without a canonical decomposition, though they are linguistically decomposable, they should
not be decomposed to avoid an encoding ambiguity. However, in our opinion, the annotation
as wrien does not make this clear. We propose to change the annotation on U+047C to read:
Alias name: Cyrillic " beautiful omega"
Used for exclamation Oh! in Church Slavic
Despite its name , this character does not have a titlo . It should not be
decomposed into an omega plus diacritics .
See also: U+A64C CYRILLIC CAPITAL LETTER BROAD OMEGA
We further propose to add an analogous annotation for U+047D, reading:
Alias name: Cyrillic " beautiful omega"
Used for exclamation Oh! in Church Slavic
Despite its name , this character does not have a titlo . It should not be
decomposed into an omega plus diacritics .
See also: U+A64D CYRILLIC SMALL LETTER BROAD OMEGA
3
U+0484: Combining Palatalization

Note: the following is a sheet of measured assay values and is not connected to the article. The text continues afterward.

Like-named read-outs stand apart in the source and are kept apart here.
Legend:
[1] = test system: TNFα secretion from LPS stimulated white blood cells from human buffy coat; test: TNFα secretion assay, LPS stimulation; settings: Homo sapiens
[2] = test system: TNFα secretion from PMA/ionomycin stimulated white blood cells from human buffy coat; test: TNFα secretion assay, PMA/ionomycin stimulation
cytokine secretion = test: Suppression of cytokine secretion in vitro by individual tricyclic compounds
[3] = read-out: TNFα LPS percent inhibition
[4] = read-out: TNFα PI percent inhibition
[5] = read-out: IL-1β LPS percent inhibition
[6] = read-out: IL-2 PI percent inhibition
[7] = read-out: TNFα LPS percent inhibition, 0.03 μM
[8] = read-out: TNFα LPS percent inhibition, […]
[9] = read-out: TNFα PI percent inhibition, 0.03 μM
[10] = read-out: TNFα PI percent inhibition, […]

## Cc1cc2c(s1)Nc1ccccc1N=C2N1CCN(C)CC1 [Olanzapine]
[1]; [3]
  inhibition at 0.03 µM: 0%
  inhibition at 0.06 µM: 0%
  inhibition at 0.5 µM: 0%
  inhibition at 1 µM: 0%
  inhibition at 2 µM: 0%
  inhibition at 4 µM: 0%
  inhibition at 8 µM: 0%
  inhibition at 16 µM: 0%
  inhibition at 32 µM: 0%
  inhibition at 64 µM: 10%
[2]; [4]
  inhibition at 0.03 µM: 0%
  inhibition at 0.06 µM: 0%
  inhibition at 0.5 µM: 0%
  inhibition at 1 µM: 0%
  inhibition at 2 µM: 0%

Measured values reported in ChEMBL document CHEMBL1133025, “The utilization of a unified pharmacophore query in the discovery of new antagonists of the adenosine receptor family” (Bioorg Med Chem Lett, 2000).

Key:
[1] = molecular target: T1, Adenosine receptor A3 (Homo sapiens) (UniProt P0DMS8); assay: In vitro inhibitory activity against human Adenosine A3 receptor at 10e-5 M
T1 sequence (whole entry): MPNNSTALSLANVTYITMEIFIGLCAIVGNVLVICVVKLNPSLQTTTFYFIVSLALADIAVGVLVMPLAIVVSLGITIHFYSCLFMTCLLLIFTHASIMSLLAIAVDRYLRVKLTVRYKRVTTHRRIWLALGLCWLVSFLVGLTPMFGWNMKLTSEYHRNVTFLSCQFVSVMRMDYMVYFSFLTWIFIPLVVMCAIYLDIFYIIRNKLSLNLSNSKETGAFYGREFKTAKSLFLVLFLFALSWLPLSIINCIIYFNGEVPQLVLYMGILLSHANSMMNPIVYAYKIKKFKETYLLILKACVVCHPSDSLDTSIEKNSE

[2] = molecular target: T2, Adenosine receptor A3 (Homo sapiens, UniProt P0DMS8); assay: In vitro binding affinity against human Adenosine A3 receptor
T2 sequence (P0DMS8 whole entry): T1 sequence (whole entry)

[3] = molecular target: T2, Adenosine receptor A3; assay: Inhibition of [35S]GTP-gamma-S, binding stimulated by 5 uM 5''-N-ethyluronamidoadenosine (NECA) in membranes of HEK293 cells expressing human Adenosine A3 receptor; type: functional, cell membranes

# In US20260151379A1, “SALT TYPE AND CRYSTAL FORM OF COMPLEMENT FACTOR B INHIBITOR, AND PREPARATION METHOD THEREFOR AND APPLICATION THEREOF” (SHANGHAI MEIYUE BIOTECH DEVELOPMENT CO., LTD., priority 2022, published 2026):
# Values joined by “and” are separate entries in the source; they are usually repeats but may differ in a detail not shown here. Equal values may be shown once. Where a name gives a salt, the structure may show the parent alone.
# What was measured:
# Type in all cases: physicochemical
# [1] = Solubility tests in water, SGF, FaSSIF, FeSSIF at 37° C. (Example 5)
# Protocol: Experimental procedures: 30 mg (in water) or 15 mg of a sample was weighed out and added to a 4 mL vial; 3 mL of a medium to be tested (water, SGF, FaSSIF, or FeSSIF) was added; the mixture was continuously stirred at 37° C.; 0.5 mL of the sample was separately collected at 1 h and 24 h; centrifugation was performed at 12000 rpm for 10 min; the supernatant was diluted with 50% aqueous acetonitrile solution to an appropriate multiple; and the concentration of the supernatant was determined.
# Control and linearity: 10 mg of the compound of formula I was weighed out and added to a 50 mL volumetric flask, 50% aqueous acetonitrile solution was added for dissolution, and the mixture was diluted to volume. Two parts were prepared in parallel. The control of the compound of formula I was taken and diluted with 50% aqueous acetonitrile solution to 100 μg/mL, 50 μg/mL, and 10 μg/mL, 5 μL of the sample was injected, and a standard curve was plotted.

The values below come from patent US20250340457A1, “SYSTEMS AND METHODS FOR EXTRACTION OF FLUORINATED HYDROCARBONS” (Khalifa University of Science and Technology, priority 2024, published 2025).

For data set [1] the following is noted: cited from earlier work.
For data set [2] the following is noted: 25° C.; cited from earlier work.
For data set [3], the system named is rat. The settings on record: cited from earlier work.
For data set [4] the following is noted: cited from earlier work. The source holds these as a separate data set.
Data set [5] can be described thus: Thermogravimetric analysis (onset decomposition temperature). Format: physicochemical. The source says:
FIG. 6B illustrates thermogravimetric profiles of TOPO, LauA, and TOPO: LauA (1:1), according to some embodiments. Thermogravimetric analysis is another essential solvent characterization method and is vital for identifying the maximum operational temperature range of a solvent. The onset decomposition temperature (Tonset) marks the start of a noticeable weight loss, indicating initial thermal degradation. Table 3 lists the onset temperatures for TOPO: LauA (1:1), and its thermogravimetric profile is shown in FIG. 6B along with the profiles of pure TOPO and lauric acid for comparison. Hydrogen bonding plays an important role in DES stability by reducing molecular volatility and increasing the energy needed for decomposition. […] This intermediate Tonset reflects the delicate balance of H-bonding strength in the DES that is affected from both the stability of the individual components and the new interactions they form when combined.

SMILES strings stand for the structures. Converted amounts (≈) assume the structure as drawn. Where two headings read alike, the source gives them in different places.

is character is used in ancient manuscripts and in academic work to indicate that a vowel
is soened, a phenomenon called ‘palatalization’ (Karsky, 1979, p. 230). However, many
users incorrectly use this character to encode the Cyrillic Kamora (circumflex accent), which
in Unicode has been encoded as U+0311 COMBINING INVERTED BREVE. Furthermore, this
character has a cross-reference to U+033E COMBINING VERTICAL TILDE. However, U+033E
is not used for palatalization, but is rather used to indicate an omied yer (so sign and,
in later sources, hard sign) and, very rarely in some manuscripts, an omied [j] (Karsky,
1979, pp. 228). e cross-reference probably arises because of a confusion between the function of U+033E and the function of U+02BC MODIFIER LETTER APOSTROPHE, which is